“Science continues to guide Maine’s strategy on COVID-19,” said Dr. Nirav D. Shah, Director of the Maine Center for Disease Control and Prevention. “Ensuring the health and safety of Maine people, which includes taking steps to reduce the risk of a second surge of the virus, remains our priority.”
Meanwhile, the Department of Economic and Community Development (DECD) will solicit from representatives of industries and various sectors of Maine’s economy their ideas on how they can develop practical, reasonable, evidence-informed protocols that will allow them to safely resume operations or activities once the public health benchmarks are met.
“Since the Stay Healthy at Home Order was issued, the Department has worked in close partnership and collaboration with the public and private sector to provide the most transparent process possible,” said Heather Johnson, Commissioner of the Department of Economic and Community Development. “These have been challenging times for Maine’s economy and as we work to reopen the state it will take thoughtful collaboration to ensure that we effectively prioritize public health while reopening businesses sectors.”
DECD will work in close partnership with different economic sectors to analyze business practices, consider modifications to prioritize safety and security, and consult with public health experts to confirm that such modifications will be effective to mitigate the spread of the coronavirus. These accommodations may be as simple as closing break rooms, providing flexible working hours, and installing plexiglass shields, or as complex as adjusting a business’ sales process to ensure employee and customer safety.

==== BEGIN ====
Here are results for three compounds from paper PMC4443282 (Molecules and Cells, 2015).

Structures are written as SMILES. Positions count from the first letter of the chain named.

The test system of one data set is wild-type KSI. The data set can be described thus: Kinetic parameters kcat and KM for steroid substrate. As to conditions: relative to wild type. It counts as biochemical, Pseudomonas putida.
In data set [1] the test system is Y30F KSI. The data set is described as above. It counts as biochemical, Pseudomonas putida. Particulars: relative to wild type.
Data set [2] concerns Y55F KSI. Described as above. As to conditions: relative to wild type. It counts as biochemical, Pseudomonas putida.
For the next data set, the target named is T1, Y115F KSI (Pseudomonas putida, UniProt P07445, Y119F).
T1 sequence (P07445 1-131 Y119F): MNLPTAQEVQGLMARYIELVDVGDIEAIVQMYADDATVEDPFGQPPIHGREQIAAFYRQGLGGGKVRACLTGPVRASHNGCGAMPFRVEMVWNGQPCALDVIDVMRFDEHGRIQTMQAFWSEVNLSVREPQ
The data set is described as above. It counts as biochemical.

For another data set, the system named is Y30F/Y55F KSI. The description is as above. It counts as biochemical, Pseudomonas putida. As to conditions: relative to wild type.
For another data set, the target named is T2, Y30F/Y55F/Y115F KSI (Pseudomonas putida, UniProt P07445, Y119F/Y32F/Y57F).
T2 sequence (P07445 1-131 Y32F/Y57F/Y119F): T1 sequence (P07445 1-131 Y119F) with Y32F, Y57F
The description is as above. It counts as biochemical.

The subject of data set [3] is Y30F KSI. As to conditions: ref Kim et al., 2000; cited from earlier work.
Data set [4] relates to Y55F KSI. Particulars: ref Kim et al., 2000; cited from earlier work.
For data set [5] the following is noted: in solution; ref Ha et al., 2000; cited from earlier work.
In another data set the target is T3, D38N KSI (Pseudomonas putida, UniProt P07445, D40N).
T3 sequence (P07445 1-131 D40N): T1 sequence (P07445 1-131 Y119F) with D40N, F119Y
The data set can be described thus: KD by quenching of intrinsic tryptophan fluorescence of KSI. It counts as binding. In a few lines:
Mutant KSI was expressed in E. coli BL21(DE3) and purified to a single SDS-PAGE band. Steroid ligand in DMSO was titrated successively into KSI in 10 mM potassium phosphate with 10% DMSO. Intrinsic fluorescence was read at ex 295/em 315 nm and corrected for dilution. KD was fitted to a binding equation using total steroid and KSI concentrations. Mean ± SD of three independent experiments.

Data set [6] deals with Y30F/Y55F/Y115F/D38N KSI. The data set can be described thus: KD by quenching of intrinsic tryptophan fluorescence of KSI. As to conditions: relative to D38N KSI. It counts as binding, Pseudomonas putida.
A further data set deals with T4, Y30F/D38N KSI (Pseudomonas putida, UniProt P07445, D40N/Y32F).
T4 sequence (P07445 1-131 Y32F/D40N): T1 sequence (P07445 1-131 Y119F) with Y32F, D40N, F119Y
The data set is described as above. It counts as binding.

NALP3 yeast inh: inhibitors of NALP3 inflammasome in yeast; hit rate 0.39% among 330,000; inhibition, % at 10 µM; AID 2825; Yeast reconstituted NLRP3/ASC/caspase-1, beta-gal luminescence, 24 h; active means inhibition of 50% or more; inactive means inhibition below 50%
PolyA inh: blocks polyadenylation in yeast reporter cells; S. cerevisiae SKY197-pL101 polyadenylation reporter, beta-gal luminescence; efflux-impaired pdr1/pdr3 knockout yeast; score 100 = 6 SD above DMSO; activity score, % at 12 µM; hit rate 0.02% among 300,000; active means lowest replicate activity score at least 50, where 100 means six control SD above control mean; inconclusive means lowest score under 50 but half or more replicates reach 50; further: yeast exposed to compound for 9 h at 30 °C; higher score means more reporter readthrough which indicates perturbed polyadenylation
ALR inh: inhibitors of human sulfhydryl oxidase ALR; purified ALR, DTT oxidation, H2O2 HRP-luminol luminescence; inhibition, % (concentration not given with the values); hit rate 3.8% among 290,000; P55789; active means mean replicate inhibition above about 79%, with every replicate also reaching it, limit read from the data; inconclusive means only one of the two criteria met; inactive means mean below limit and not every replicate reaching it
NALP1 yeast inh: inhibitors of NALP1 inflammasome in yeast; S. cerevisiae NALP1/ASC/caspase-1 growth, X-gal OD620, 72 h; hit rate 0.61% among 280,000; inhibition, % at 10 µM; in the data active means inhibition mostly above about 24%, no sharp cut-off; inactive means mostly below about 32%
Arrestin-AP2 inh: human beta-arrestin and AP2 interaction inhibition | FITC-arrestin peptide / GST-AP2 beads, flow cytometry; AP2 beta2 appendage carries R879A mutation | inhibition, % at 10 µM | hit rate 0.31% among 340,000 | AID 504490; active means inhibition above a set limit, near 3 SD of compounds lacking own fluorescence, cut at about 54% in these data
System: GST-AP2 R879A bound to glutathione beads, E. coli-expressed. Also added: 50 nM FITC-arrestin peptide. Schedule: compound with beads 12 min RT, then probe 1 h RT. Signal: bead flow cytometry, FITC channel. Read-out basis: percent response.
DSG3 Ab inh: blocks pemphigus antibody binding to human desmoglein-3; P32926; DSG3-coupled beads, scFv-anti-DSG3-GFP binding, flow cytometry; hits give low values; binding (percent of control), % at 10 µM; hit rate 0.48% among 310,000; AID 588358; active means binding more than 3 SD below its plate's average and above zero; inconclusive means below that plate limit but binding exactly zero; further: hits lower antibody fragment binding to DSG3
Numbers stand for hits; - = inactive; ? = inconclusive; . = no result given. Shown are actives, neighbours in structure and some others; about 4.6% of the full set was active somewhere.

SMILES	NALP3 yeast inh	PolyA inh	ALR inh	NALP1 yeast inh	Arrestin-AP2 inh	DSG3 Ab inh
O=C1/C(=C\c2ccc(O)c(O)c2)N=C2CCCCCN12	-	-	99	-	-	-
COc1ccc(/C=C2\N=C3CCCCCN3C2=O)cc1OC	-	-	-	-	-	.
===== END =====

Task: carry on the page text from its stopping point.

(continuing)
To that end, Governor Mills launched today a portal through the Department of Economic and Community Development to serve as an avenue for business owners, employees, and Maine residents to offer their ideas. The portal can be accessed at www.maine.gov/decd.
“We invite all Maine people to take part in the discussion,” said Governor Mills. “Give us your specific ideas on how we can do things differently, how we can restart the economy and keep all our people safe and healthy. We want to hear from you.”
The Governor cautioned, however, that decisions to reopen sectors of Maine’s economy will be driven by public health considerations and cautioned that moving too aggressively risks a surge of the virus.
“We all want life to return to normal as soon as it is safe to do so. Our hearts break to see closed storefronts and people struggling to make ends meet because of this crisis,” Governor Mills continued. “At the same time, we all know that reopening too soon and too aggressively is likely to cause a surge in COVID 19 cases, jeopardizing the lives of Maine people, overwhelming our healthcare system and further destabilizing the economy. None of us wants that.”
Governor Mills continues to work with Governor Chris Sununu of New Hampshire and Governor Phil Scott of Vermont, as well as other governors, on regional coordination in lifting restrictions so as to minimize interstate travel which could jeopardize public health.
The criteria under development by the Maine CDC will be issued in the next several days and the protocols developed by DECD in close collaboration with industry partners will also be made public when finalized.
The Governor’s Stay Healthy At Home Order remains in effect through April 30th.